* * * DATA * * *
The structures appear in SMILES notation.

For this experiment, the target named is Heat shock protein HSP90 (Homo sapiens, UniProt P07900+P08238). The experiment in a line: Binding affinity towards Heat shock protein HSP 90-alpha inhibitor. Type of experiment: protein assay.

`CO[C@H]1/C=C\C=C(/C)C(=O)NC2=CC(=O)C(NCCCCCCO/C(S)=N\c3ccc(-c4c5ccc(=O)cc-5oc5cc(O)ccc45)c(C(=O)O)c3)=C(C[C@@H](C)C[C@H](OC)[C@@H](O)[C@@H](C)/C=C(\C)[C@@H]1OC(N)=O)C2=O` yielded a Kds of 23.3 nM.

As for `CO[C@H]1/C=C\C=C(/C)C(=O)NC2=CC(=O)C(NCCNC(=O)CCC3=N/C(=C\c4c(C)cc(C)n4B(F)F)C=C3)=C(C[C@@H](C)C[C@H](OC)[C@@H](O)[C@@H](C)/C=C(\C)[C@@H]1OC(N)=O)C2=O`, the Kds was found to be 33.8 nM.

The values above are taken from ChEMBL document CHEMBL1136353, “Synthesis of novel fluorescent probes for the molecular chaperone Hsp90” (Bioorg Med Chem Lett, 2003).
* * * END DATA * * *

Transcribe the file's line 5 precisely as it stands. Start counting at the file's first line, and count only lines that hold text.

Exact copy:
The values above are taken from ChEMBL document CHEMBL1136353, “Synthesis of novel fluorescent probes for the molecular chaperone Hsp90” (Bioorg Med Chem Lett, 2003).